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Human Services


Dr. Dorothy Scotten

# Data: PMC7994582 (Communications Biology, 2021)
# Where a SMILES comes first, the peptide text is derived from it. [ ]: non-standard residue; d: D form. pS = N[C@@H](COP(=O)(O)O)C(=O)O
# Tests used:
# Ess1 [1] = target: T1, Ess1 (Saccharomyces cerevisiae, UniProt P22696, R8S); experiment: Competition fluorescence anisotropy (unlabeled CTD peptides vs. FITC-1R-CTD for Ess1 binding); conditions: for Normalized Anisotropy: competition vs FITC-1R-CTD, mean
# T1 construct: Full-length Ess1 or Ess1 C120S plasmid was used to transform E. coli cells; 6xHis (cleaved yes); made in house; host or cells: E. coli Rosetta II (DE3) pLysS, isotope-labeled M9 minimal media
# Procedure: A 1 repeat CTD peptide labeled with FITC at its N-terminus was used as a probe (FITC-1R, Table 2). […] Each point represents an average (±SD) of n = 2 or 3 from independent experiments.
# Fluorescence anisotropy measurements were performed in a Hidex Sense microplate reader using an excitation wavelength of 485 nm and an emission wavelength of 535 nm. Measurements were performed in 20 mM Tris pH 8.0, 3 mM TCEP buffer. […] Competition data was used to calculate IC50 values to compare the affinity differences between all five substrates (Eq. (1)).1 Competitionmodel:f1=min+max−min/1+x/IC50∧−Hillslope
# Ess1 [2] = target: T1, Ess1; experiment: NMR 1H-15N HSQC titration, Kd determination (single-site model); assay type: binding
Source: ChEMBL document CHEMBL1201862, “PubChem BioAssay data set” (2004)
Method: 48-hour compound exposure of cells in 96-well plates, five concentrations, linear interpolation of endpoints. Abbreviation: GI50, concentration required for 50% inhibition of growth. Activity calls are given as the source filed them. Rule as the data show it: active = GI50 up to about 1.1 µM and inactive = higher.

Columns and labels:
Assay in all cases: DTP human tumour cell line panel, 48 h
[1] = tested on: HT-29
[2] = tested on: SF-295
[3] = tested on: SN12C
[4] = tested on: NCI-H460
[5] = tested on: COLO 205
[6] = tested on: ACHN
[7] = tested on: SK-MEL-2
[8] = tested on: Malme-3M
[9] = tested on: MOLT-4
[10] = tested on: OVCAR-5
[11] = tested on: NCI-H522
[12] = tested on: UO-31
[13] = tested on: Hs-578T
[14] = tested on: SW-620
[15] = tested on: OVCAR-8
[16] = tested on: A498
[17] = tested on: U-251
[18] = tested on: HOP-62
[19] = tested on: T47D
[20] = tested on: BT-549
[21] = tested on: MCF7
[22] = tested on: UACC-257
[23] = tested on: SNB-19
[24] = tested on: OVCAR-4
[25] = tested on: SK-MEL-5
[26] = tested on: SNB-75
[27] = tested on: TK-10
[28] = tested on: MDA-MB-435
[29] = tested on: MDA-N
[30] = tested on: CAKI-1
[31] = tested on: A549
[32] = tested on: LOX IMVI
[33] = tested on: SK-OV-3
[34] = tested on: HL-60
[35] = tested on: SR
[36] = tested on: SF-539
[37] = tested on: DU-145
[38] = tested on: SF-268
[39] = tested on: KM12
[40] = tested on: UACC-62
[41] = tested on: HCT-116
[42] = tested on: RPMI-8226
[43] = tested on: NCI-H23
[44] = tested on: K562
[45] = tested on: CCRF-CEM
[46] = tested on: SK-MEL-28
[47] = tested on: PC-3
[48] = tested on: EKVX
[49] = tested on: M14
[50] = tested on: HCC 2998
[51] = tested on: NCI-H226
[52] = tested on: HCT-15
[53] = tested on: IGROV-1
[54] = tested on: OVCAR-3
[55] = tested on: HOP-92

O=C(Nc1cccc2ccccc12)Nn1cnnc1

When a child has autism spectrum disorder (ASD), the family structure is affected. Although researchers have documented increased stress and depression among parents of children with ASD, they have not adequately explored siblings’ perspectives on the emotional, physical, and/or psychological implications of having a brother or sister with ASD. The purpose of this qualitative phenomenological study was to explore siblings’ lived experiences of growing up in a household with a sibling with ASD. The conceptual framework for this study was grounded in the siblings embedded systems framework (SESF), which helps contextualize siblings’ experiences, including interacting factors, and how these experiences affect siblings’ relationships with siblings and other family members. Semi structured interviews were conducted, via the Zoom videoconferencing platform, with six young adults who had grown up in a household with a sibling who was diagnosed with ASD. Data analysis yielded five key themes: communication, stress, support systems, feelings, and responsibility. Participants expressed being scared and/or fearful, and they indicated a desire for early intervention from professionals to increase communication and interactions with their sibling diagnosed with ASD. The study may foster positive social change by increasing professionals’ understanding of how-to best support siblings of individuals with ASD. SESF may be useful in helping all professionals (i.e., therapists, caregivers, social workers, etc.) to understand how childhood experiences can affect siblings.

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